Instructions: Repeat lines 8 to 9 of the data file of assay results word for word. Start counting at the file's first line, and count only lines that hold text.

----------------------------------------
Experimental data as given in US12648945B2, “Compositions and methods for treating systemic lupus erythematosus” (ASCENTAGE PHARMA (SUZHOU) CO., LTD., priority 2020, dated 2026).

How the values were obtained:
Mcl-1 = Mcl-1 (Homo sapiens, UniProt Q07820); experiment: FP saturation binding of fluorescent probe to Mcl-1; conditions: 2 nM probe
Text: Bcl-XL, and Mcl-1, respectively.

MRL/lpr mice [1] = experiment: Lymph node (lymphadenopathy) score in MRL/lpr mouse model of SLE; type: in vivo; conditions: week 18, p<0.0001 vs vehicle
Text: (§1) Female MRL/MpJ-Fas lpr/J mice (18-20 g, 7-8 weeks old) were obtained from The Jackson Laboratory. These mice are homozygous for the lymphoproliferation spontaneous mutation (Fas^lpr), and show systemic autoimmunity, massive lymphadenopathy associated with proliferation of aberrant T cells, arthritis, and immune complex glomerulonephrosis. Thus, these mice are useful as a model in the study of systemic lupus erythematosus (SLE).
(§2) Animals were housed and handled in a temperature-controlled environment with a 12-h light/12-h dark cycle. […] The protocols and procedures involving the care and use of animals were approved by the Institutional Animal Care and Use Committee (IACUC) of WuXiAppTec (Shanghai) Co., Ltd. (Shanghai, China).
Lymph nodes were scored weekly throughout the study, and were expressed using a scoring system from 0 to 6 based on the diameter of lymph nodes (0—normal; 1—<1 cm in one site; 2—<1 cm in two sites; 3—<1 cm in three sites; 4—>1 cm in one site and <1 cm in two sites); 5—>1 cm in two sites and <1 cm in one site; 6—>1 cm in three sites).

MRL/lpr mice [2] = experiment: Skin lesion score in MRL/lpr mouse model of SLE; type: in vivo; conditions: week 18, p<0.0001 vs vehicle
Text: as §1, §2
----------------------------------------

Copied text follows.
Lymph nodes were scored weekly throughout the study, and were expressed using a scoring system from 0 to 6 based on the diameter of lymph nodes (0—normal; 1—<1 cm in one site; 2—<1 cm in two sites; 3—<1 cm in three sites; 4—>1 cm in one site and <1 cm in two sites); 5—>1 cm in two sites and <1 cm in one site; 6—>1 cm in three sites).

MRL/lpr mice [2] = experiment: Skin lesion score in MRL/lpr mouse model of SLE; type: in vivo; conditions: week 18, p<0.0001 vs vehicle